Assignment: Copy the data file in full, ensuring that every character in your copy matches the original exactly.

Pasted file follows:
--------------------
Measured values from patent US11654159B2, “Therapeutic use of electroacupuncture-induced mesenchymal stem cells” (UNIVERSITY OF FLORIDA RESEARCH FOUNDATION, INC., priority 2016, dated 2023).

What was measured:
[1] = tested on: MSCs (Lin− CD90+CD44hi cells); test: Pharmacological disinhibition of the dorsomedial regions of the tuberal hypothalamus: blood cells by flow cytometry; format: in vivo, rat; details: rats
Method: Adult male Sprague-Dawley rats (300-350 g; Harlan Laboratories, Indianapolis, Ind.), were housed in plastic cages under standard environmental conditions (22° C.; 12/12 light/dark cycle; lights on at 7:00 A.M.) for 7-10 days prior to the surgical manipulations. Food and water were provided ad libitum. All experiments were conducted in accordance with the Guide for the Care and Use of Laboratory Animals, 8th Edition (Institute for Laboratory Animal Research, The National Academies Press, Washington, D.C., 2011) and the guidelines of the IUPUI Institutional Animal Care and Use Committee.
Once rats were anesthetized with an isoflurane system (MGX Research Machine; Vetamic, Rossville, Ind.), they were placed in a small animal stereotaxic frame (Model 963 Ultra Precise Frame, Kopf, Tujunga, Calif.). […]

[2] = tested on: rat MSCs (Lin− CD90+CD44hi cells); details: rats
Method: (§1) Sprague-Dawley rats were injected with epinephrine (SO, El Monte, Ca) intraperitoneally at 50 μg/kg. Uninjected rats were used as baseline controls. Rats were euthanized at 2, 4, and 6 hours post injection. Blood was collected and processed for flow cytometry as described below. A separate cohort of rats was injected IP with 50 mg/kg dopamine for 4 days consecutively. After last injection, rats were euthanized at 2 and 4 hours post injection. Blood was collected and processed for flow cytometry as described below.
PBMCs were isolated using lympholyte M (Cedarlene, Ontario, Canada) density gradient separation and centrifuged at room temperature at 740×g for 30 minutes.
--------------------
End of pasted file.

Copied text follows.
Measured values from patent US11654159B2, “Therapeutic use of electroacupuncture-induced mesenchymal stem cells” (UNIVERSITY OF FLORIDA RESEARCH FOUNDATION, INC., priority 2016, dated 2023).

What was measured:
[1] = tested on: MSCs (Lin− CD90+CD44hi cells); test: Pharmacological disinhibition of the dorsomedial regions of the tuberal hypothalamus: blood cells by flow cytometry; format: in vivo, rat; details: rats
Method: Adult male Sprague-Dawley rats (300-350 g; Harlan Laboratories, Indianapolis, Ind.), were housed in plastic cages under standard environmental conditions (22° C.; 12/12 light/dark cycle; lights on at 7:00 A.M.) for 7-10 days prior to the surgical manipulations. Food and water were provided ad libitum. All experiments were conducted in accordance with the Guide for the Care and Use of Laboratory Animals, 8th Edition (Institute for Laboratory Animal Research, The National Academies Press, Washington, D.C., 2011) and the guidelines of the IUPUI Institutional Animal Care and Use Committee.
Once rats were anesthetized with an isoflurane system (MGX Research Machine; Vetamic, Rossville, Ind.), they were placed in a small animal stereotaxic frame (Model 963 Ultra Precise Frame, Kopf, Tujunga, Calif.). […]

[2] = tested on: rat MSCs (Lin− CD90+CD44hi cells); details: rats
Method: (§1) Sprague-Dawley rats were injected with epinephrine (SO, El Monte, Ca) intraperitoneally at 50 μg/kg. Uninjected rats were used as baseline controls. Rats were euthanized at 2, 4, and 6 hours post injection. Blood was collected and processed for flow cytometry as described below. A separate cohort of rats was injected IP with 50 mg/kg dopamine for 4 days consecutively. After last injection, rats were euthanized at 2 and 4 hours post injection. Blood was collected and processed for flow cytometry as described below.
PBMCs were isolated using lympholyte M (Cedarlene, Ontario, Canada) density gradient separation and centrifuged at room temperature at 740×g for 30 minutes.